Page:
It’s a common misperception among those on the outside of the magazine industry – “How do you fill all those pages every month?”
On the inside, the question is routinely turned on its head, with “What the hell do we leave out?” being easily the more common question as press day approaches.
The dilemma tormented us once more last month, as my investigation of the hottest potato in Irish angling at present had to be shoe-horned into some 900 words in TF issue 503, out today.
Anyone who’s been asked to précis War & Peace will understand my frustration. Doing justice to an increasingly rancorous dispute over the balance of power within Ireland’s western loughs is likely to call for much more newsprint in the months ahead.
At its heart is a dispute over the viability of trout co-existing alongside pike in these showcase waters. To quote from our article:
“In one corner, trout anglers insist that unchecked pike populations will lead to the demise of brown trout in the loughs. In the other, pike anglers insist that Mother Nature has managed this balancing act for centuries and should be left to get on with it.”
For a summary of the pros and cons, you’ll have to read the article, but I received further input on the debate from two other sources for which there was simply no room on the printed page without diluting what was already there. Taunted By Waters, therefore, steps into the breach.
Firstly, I heard from Conservation Section of Oughterard Anglers [OACS], based on Corrib’s southern shore. They reject any claim that pike are indigenous, explaining that, “Officially under the EU Water Framework Directive pike are still classed as being non-native/non-benign to Irish waters by the IFI [Inland Fisheries Ireland]. The IUCN (International Union for Conservation of Nature) still class pike as being invasive to Ireland.
“If pike were native to Ireland they would be found in every watercourse in the country just like brown trout but this is not the case.”
They also reject the notion that pike, however they got there, have acquired any kind of ‘squatters’ rights’ in Irish waters.
“We know from extracts from the book, The angler in Ireland: or An Englishman’s ramble through Connaught and Munster, during the summer of 1833 by S. Belton, that Lough Corrib was ‘infested’ with pike and that trout fishing was extremely poor,” they told me, citing the following extract from the book in support:
“Salmon are taken in Lough Corrib, as also some very large trout; but the Lake, being infested with pike, no great sport can be expected; and few are caught, except by cross-fishing.”
The OACS point out that the Corrib Fisheries Association (CFA) was set up in 1898, with the aim of restoring Lough Corrib as a trout fishery, a project based on pike control and stream enhancement.
“Within a few years of the CFA establishment, trout fishing dramatically improved,” they said. “Ever since, pike have been culled on the Corrib and trout stocks have flourished in spite of other pressures such as the roach introduction, zebra mussel introduction, lagarosiphon introduction, loss of spawning habitat, climate change etc.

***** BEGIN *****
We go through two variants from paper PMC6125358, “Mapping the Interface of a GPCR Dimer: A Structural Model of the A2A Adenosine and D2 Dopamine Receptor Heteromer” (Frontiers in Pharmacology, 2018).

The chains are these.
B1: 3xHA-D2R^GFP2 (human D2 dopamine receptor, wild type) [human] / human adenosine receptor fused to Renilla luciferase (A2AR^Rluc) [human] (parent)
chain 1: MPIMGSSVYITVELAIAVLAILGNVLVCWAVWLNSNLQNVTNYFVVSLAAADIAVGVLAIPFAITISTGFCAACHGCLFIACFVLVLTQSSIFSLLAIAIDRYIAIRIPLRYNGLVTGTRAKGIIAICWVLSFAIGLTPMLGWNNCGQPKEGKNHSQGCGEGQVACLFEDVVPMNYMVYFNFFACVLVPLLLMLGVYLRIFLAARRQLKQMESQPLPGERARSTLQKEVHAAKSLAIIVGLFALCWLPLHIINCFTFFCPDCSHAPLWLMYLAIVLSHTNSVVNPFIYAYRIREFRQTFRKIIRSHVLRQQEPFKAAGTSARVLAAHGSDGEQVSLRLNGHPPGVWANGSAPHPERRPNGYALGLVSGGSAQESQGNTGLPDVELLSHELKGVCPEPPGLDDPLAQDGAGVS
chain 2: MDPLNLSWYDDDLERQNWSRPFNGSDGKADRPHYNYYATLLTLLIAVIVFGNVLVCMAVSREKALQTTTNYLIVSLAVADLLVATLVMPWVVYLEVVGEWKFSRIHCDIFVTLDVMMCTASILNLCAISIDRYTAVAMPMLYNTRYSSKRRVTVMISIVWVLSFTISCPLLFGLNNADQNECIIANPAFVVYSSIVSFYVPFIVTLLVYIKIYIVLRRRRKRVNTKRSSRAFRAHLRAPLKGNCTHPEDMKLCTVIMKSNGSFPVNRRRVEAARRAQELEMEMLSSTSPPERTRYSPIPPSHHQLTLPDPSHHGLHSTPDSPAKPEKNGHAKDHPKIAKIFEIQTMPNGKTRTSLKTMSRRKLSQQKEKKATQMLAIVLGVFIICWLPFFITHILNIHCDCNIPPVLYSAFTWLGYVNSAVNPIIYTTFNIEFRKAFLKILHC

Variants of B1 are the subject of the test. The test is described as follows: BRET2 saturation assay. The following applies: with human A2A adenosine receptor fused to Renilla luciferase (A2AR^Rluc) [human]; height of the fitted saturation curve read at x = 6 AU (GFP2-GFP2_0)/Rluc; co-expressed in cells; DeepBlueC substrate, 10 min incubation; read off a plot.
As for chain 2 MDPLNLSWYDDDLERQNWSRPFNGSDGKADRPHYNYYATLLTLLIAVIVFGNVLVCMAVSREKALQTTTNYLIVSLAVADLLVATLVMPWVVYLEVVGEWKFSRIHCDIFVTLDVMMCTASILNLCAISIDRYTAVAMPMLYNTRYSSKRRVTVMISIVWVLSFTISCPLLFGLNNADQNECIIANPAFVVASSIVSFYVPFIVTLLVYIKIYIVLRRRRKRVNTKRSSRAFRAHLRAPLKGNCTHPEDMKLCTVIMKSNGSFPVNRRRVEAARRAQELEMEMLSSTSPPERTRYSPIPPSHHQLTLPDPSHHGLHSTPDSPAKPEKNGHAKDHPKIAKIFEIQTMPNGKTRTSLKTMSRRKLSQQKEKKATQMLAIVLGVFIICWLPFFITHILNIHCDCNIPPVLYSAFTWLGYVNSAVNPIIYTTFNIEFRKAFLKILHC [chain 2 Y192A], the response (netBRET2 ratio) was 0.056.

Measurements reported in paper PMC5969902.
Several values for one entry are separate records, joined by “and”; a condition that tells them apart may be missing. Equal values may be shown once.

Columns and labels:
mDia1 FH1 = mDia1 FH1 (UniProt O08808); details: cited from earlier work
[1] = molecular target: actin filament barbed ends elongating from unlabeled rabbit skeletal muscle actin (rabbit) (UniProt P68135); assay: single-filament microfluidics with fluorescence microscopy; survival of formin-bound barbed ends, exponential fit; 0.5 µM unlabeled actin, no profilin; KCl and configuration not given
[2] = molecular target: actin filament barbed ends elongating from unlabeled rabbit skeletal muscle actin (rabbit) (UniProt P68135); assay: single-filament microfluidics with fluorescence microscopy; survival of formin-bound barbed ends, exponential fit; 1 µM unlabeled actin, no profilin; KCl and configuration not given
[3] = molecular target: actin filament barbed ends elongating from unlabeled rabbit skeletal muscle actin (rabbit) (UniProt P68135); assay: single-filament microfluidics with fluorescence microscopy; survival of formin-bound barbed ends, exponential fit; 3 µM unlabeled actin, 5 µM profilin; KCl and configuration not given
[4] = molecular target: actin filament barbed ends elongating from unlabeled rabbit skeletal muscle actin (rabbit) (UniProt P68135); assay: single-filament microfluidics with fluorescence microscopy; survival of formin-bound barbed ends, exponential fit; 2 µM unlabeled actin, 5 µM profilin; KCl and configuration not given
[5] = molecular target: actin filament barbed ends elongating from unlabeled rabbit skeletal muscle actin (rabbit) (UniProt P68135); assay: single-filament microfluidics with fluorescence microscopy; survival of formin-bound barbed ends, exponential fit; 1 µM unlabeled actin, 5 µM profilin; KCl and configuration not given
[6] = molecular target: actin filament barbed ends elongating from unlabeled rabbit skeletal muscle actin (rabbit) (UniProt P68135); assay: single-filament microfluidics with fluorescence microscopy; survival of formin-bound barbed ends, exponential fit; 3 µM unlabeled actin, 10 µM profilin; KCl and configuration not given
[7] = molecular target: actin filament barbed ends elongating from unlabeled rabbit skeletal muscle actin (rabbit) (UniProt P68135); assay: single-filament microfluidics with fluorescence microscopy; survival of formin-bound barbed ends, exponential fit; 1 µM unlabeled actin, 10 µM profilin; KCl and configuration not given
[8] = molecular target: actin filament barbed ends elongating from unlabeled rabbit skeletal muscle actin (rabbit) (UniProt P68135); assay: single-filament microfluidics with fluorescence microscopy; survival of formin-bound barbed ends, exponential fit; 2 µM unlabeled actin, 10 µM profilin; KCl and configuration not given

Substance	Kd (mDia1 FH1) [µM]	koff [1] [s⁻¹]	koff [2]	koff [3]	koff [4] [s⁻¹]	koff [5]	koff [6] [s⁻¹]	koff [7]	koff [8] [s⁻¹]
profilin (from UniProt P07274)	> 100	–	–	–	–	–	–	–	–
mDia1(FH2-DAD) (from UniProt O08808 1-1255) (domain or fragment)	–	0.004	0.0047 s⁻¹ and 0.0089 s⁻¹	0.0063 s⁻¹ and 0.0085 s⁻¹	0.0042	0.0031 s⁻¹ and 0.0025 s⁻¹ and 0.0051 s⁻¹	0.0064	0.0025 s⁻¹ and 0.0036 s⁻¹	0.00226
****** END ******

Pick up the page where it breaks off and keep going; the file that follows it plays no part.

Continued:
“No scientific evidence has ever been either produced domestically or internationally, which shows that pike have a benign or positive effect on salmonids.”
Instead, they argue, biologist Dr Ron Greer, in his 1995 book Ferox Trout & Arctic Charr, described as “…part of the mythology of the pike anglers’ sub-culture that pike are some kind of ecological balancing act. This is simply not the case in small, shallow charr and trout lakes.”
Greer’s book touched upon another issue that resonates among Irish trout anglers, 22 years on: the unlawful introduction of pike into waters where they previously weren’t. OACS claim that Ireland’s Owenriff system, a Corrib tributary and a major salmonid nursery, was “destroyed” when pike were illegally introduced there approximately 10 years ago. This theme also arose in Scotland in the early 2000s.
One man who has gradually come round to the idea of active control of pike numbers is Larry McCarthy, who runs Corrib View Lodge & Angling Services with his wife Michelle.
By-laws introduced in 2007 cut the number of pike to be retained by anglers in Ireland to just one a day, provided it was less than 50cm in length, and McCarthy believes this led to a key shift in the ecological equilibrium.
“Foreign tourists were taking many pike up until 2007 and many of them just stopped coming over after that,” he explains. “That was a big controlling factor gone and so, while I was all for leaving Nature alone at one point, I believe things have now tilted too much in the pike’s favour.
“I don’t want to see pike eradicated and the argument that trout anglers kill too many fish is valid, but the loughs should be afforded care as a true wild trout fishery. Any way we can protect it, we should follow it.”
The outcome of a review of existing pike control measures by Inland Fisheries Ireland is expected next year. Never have the words ‘watch this space’ been more pertinent…